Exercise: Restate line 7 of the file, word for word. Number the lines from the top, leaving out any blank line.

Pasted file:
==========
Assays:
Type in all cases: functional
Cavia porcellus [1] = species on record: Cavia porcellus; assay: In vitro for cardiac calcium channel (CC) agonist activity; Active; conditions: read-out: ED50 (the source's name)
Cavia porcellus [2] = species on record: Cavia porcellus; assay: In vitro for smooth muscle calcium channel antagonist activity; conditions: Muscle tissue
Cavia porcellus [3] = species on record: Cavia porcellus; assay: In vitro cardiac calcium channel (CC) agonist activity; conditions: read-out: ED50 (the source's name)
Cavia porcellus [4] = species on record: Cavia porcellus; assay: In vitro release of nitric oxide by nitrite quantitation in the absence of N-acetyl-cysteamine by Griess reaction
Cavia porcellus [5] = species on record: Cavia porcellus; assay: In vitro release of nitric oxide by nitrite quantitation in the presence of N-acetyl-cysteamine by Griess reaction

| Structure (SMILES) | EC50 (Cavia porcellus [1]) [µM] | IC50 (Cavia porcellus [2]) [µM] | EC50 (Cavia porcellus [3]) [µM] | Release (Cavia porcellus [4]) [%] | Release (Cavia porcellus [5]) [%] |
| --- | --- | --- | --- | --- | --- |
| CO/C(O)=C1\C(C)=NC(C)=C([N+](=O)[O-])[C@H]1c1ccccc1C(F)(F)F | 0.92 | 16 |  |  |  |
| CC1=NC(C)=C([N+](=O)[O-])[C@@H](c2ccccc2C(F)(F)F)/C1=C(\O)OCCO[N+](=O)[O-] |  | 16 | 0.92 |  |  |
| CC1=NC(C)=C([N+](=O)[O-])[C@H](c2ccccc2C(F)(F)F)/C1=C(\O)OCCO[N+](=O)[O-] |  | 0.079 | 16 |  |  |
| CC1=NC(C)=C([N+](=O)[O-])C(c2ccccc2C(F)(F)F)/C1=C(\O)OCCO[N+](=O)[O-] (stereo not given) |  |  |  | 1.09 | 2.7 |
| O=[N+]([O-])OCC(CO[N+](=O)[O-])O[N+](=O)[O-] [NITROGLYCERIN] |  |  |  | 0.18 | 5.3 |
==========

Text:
Cavia porcellus [5] = species on record: Cavia porcellus; assay: In vitro release of nitric oxide by nitrite quantitation in the presence of N-acetyl-cysteamine by Griess reaction